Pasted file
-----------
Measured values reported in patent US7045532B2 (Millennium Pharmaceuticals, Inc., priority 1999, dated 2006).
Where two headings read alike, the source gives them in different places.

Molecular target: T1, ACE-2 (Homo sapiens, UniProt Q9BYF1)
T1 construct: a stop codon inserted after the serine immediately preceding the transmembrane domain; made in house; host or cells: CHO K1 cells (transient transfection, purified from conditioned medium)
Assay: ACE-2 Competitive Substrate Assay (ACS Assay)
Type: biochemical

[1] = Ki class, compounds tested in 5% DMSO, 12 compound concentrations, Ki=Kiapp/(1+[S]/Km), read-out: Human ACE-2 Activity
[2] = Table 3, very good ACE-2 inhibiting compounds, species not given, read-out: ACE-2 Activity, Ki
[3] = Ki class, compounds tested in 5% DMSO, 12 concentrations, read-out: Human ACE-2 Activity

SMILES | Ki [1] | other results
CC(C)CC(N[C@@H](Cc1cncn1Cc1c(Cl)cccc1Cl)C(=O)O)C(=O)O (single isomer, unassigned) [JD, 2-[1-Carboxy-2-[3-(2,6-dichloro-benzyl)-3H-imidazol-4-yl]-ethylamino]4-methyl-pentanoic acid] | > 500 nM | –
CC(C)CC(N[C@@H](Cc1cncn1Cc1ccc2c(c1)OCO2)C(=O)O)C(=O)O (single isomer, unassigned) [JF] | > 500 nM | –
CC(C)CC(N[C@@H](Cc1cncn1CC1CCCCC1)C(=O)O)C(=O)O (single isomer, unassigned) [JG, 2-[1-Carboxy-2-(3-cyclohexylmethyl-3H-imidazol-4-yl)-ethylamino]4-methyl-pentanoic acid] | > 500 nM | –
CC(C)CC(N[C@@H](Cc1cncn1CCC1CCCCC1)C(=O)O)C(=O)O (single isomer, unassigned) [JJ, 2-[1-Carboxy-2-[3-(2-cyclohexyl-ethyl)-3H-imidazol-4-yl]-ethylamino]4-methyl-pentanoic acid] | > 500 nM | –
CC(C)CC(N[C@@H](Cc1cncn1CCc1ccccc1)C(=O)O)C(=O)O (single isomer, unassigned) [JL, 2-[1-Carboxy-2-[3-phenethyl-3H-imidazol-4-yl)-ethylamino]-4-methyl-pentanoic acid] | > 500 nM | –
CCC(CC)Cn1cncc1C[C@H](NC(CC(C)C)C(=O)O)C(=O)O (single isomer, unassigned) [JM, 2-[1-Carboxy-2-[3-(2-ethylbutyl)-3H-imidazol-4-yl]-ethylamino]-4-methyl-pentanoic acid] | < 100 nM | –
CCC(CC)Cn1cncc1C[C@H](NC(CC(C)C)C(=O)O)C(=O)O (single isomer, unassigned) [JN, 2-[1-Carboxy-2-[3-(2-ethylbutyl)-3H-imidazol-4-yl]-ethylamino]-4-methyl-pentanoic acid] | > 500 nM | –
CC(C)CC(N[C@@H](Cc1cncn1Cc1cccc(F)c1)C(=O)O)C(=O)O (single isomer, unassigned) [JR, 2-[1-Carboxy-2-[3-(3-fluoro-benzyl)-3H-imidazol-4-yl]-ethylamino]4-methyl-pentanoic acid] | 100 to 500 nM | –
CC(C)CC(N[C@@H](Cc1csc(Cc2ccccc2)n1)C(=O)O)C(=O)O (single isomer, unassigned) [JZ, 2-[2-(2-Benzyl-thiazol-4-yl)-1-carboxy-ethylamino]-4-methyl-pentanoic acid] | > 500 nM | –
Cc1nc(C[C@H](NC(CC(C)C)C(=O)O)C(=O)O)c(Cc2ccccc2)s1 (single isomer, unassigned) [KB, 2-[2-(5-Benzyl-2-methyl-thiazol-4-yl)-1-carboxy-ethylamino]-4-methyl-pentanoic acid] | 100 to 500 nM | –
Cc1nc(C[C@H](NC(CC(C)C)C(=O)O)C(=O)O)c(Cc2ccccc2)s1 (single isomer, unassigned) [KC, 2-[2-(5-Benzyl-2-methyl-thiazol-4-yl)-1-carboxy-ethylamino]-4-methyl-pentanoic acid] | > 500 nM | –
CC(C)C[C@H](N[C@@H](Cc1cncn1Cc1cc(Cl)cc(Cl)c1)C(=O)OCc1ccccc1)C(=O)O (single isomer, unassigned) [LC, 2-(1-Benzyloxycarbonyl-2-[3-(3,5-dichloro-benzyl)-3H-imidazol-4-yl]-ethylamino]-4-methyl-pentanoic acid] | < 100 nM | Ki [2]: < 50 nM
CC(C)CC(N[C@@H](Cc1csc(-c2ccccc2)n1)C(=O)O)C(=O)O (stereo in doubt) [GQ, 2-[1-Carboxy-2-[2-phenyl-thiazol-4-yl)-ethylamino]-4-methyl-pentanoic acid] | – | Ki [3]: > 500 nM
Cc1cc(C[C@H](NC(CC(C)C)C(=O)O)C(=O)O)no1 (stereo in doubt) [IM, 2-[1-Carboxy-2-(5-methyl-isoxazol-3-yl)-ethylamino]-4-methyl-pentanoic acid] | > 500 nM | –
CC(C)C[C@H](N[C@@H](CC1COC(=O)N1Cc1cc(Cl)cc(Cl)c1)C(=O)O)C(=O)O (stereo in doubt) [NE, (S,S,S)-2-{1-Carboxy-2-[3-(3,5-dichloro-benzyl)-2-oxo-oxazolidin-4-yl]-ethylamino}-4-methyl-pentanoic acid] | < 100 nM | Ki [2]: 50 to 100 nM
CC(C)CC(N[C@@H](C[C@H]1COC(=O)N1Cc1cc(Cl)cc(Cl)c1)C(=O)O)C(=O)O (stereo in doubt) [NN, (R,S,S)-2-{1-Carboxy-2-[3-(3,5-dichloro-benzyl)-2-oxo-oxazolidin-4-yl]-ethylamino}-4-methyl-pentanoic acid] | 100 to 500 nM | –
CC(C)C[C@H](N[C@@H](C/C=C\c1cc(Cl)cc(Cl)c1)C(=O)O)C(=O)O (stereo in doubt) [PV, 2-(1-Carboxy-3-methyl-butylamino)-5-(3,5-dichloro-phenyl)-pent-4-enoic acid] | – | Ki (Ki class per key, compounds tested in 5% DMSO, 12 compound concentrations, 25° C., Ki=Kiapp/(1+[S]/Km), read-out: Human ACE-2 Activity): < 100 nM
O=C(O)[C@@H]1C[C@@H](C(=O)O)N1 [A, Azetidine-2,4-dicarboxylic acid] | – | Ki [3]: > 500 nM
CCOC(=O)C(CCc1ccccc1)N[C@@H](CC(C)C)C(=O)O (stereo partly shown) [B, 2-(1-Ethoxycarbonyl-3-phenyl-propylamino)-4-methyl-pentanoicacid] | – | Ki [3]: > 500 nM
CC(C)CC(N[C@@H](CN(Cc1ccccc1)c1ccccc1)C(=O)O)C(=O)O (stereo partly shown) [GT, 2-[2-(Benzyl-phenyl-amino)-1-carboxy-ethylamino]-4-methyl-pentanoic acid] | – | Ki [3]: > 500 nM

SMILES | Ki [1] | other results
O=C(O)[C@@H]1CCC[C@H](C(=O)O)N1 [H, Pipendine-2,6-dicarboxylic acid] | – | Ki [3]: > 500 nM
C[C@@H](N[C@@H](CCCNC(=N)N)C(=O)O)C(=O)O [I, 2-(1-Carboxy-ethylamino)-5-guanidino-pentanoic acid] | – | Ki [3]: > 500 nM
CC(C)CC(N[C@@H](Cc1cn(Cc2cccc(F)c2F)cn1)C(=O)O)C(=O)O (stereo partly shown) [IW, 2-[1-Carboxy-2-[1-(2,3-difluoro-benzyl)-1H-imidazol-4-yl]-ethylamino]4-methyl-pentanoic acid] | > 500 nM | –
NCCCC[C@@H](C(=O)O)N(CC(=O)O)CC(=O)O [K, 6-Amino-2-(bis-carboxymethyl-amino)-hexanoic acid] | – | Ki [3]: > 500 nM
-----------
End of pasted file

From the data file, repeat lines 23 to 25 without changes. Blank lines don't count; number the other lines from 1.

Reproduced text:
CC(C)CC(N[C@@H](Cc1csc(-c2ccccc2)n1)C(=O)O)C(=O)O (stereo in doubt) [GQ, 2-[1-Carboxy-2-[2-phenyl-thiazol-4-yl)-ethylamino]-4-methyl-pentanoic acid] | – | Ki [3]: > 500 nM
Cc1cc(C[C@H](NC(CC(C)C)C(=O)O)C(=O)O)no1 (stereo in doubt) [IM, 2-[1-Carboxy-2-(5-methyl-isoxazol-3-yl)-ethylamino]-4-methyl-pentanoic acid] | > 500 nM | –
CC(C)C[C@H](N[C@@H](CC1COC(=O)N1Cc1cc(Cl)cc(Cl)c1)C(=O)O)C(=O)O (stereo in doubt) [NE, (S,S,S)-2-{1-Carboxy-2-[3-(3,5-dichloro-benzyl)-2-oxo-oxazolidin-4-yl]-ethylamino}-4-methyl-pentanoic acid] | < 100 nM | Ki [2]: 50 to 100 nM